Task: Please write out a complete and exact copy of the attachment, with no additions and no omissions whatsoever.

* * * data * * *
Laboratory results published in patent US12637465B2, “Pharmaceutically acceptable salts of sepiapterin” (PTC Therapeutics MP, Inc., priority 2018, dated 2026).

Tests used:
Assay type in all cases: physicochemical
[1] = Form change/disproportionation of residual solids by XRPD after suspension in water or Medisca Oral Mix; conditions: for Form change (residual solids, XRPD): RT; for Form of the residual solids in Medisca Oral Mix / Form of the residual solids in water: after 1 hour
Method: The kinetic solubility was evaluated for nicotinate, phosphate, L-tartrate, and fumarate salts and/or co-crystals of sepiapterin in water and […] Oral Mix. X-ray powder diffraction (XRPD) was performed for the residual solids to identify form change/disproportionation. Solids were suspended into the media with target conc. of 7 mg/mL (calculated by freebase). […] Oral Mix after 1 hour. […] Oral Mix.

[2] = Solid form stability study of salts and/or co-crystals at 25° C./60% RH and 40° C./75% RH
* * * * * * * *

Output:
Laboratory results published in patent US12637465B2, “Pharmaceutically acceptable salts of sepiapterin” (PTC Therapeutics MP, Inc., priority 2018, dated 2026).

Tests used:
Assay type in all cases: physicochemical
[1] = Form change/disproportionation of residual solids by XRPD after suspension in water or Medisca Oral Mix; conditions: for Form change (residual solids, XRPD): RT; for Form of the residual solids in Medisca Oral Mix / Form of the residual solids in water: after 1 hour
Method: The kinetic solubility was evaluated for nicotinate, phosphate, L-tartrate, and fumarate salts and/or co-crystals of sepiapterin in water and […] Oral Mix. X-ray powder diffraction (XRPD) was performed for the residual solids to identify form change/disproportionation. Solids were suspended into the media with target conc. of 7 mg/mL (calculated by freebase). […] Oral Mix after 1 hour. […] Oral Mix.

[2] = Solid form stability study of salts and/or co-crystals at 25° C./60% RH and 40° C./75% RH